Conservation Science

Spiral-horned antelope conservation genetics

The spiral horned antelopes (Tragelaphini) are a group of charismatic sub-Saharan antelope that includes the bongo, kudu and Western Derby eland, the world’s largest antelope. Our research focuses on the population genetic management of captive breeding populations.

Antelope populations globally are in decline, threatened by over-hunting, habitat destruction and land use change.  The spiral-horned antelope (Tragelaphini) are comprised of at least nine species whose conservation status ranges from Least Concern through to Endangered, with specific populations under severe pressure in the wild.  Captive populations distributed across zoos and private collections represent a potential reservoir of individuals for reintroduction, however little is known about their wild provenance, genetic diversity or possible hybrid status.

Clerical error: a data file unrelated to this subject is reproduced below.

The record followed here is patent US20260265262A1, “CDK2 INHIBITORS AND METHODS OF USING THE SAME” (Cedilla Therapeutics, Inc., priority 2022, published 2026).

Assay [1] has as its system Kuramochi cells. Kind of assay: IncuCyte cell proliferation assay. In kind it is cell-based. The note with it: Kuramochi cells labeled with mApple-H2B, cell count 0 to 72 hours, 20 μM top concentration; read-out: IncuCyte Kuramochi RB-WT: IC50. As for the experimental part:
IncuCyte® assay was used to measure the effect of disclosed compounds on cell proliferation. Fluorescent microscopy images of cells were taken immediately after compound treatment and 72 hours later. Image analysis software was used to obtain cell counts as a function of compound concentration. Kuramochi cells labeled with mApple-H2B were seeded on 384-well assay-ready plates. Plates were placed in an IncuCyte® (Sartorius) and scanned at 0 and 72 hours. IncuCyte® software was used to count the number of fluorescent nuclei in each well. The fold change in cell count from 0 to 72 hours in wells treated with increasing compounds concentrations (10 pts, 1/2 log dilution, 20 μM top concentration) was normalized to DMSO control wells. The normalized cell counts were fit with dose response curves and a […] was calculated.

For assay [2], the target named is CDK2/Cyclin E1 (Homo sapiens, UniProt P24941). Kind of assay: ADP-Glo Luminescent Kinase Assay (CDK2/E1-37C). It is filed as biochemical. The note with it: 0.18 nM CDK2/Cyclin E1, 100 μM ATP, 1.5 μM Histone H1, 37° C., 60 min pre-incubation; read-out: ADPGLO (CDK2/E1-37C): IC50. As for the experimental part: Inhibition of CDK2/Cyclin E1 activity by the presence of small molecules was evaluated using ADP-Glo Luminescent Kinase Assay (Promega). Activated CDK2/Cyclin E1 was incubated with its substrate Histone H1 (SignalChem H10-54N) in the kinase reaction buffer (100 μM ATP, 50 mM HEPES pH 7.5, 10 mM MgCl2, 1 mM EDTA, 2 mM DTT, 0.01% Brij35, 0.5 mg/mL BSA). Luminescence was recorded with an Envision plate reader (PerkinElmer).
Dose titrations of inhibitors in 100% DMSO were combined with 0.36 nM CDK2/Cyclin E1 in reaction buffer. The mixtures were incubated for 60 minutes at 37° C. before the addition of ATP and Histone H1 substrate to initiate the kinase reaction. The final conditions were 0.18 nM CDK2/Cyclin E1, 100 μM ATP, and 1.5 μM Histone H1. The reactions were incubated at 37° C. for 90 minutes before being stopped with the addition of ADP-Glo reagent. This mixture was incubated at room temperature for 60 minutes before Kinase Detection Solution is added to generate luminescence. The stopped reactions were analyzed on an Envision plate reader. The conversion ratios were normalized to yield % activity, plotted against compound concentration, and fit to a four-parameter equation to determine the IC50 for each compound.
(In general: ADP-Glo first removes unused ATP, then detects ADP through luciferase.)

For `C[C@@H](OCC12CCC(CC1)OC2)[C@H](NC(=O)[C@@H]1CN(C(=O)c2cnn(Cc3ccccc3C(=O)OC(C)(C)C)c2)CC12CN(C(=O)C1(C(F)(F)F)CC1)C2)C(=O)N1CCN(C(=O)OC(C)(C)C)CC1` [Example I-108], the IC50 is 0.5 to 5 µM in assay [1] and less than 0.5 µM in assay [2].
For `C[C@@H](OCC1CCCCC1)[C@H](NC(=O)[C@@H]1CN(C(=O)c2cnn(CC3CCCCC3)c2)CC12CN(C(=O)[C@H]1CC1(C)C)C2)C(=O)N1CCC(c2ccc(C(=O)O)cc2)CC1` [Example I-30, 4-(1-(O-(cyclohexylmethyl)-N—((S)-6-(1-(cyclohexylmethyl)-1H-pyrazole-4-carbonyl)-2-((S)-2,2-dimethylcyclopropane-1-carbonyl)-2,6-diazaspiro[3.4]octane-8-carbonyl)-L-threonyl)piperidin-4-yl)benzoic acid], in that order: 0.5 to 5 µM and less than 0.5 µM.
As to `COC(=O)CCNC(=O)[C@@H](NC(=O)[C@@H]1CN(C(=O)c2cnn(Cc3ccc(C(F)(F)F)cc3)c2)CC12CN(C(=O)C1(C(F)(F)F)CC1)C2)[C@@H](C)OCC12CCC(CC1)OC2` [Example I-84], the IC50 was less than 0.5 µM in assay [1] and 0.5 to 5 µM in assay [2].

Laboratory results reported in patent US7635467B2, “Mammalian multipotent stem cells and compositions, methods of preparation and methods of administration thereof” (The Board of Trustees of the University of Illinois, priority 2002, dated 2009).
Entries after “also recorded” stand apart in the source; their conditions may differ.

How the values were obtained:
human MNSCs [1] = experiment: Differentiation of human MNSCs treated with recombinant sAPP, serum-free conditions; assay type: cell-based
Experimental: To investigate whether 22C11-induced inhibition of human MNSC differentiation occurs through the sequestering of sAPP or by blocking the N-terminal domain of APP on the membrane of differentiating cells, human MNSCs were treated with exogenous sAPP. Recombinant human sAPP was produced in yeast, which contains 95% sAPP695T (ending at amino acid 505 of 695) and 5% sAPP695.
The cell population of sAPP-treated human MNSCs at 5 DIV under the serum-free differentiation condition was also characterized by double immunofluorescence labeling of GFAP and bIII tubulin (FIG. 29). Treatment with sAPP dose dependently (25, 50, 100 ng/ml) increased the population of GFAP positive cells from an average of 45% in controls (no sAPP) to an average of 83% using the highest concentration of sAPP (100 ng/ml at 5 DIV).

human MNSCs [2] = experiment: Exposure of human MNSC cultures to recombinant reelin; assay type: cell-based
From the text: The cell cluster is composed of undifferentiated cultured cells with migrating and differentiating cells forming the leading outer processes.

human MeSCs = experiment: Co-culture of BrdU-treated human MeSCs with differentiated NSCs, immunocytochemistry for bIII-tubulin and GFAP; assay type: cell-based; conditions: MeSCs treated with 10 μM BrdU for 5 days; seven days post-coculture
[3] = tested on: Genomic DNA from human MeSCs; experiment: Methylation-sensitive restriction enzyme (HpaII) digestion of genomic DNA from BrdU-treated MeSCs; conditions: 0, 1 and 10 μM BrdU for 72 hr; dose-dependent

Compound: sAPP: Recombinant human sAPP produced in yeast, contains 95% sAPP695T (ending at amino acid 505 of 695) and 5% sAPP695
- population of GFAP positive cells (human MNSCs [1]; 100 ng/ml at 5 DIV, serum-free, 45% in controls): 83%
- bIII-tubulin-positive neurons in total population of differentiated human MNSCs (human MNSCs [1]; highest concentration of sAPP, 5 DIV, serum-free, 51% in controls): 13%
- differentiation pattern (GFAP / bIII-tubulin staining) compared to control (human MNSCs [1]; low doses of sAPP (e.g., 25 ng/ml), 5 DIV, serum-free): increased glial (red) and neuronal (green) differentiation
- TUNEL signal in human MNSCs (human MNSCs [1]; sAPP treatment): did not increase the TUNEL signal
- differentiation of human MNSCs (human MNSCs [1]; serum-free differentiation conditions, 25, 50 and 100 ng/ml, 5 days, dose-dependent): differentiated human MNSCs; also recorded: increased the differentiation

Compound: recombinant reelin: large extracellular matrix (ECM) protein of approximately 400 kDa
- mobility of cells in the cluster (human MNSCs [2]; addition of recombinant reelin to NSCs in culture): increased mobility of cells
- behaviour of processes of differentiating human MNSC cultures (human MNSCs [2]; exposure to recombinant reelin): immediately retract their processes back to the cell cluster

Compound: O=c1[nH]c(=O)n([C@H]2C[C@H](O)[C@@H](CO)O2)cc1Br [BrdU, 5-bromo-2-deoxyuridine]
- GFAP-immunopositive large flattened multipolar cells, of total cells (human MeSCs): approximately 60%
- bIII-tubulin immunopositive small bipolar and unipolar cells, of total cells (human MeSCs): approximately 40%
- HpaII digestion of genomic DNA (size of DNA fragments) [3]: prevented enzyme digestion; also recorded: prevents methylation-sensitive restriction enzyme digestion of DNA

The conservation genetics team is working with the Czech University of Life Sciences Prague on a genetic management programme to evaluate diversity within six species of spiral-horned antelope in European zoos, including bongo, kudu, eland and nyala.  For more information on this research contact Rob Ogden.